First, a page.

Nikki was an amazing giraffe. She spent her time working hard to help others and be better each day for those who counted on her.How many of us can see ourselves in Nikki? For me, I see the endurance, patience and kindness that I hope to exhibit with all of my "young giraffes" this year as I guide them to walk on their own learning path. All of our students deserve educators like Nikki. Will you be a Nikki this year?
She was great in all forms of her life, especially her job. She was a walking instructor. As many know, when baby giraffes are born they take a minute to get up and going. Their uneasiness of being able to walk on their new stilted legs is obvious and can be very frustrating for them. That's where Nikki comes in. Every year she is met with the new challenges of working to get those new giraffe calves up and moving so they don't become easy prey to their predators and so they can begin to learn more and eventually fend for themselves.
Nikki's job is pretty involved. She gives of her time and she focuses on each individual giraffe. Some come along quickly and some come along slowly, but it's Nikki's job to be sure they are up and moving in a speedy time frame.
There are others in Nikki's herd who claim to do the same thing. Many of the other walking instructors have been in the their game so long that they almost get frustrated when new calves just can't seem to "get it". They berate and push and cajole to get these new babies up and moving. Many times the little ones get so frustrated that they cry and some give up completely because they refuse to be pushed. The older calves just move on without them and get the ones that are more naturally talented and able to get moving and they leave the slower ones to fend for themselves.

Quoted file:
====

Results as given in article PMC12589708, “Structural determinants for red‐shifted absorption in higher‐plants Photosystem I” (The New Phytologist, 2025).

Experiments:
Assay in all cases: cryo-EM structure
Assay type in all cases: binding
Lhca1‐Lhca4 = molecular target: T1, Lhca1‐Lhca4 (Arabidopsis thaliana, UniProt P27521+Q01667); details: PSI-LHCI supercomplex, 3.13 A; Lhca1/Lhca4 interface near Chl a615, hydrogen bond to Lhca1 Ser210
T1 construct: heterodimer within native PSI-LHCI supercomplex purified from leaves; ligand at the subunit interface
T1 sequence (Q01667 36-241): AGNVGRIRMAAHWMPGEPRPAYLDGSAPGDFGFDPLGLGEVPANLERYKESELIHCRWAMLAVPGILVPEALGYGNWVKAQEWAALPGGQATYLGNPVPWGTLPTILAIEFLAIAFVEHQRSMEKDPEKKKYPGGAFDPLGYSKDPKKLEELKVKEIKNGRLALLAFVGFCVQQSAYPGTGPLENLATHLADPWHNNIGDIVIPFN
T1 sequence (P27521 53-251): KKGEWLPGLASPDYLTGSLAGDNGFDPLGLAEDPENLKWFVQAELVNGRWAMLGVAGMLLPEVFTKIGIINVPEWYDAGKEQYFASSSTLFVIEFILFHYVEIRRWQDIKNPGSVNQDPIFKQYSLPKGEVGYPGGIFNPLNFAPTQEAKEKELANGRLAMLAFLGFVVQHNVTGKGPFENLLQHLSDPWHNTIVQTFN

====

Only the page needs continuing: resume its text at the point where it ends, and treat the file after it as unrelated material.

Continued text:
Not Nikki. She looks at each calf as the new creature that they are. She gets them each up and going at a pace they are comfortable with and that makes them want to keep trying. One by one, the calves in her care get up and start to teeter, then walk, and eventually run. Those slower to stand see the others and become more encouraged by them than Nikki. Many times Nikki will ask an already walking calf to go and help the ones having trouble. It's been some time since she learned to walk that maybe the encouragement of a peer would be better suited. Nikki stands by and watches and answers questions when needed, but for the most part her job is that of encourager and advisor.
There is never a forcing nature or a mean demeanor in her presence. She exudes patience and knows that her calves will all succeed to the measure they are meant to. She does all this with the constant nagging and backbiting of the other walk instructors. "She takes too long with each one", "All her calves love her. She must just be the 'fun one", "Parents always ask for Nikki. What's she got that we don't have. I mean, we've been doing it longer than her and everything".
It was true, but the reality was that Nikki loved what she did and had not allowed the weight or monotony of her job to get the best of her. She knew how to encourage and direct and to give guidance when necessary but for the most part she also knew that each little giraffe in her care would have to get it on their own to really make it in their world. Pushing them could be more detrimental than good so she took the time needed to be sure they were comfortable where they were and not where someone else thought they should be.
"Thank you Ms. Nikki" was a common theme as both mommy and daddy giraffes approached her. Calves who had learned from her would constantly come back to see her and even worked with the new ones to help her.
Nikki did more than just instruct. She taught little giraffes how to be successful at becoming big giraffes and to stand on their own 4 feet.
~Special thanks to Gene Ramsay for writing 'Nikki the Giraffe.' A best first-day-of-school gift I've ever received.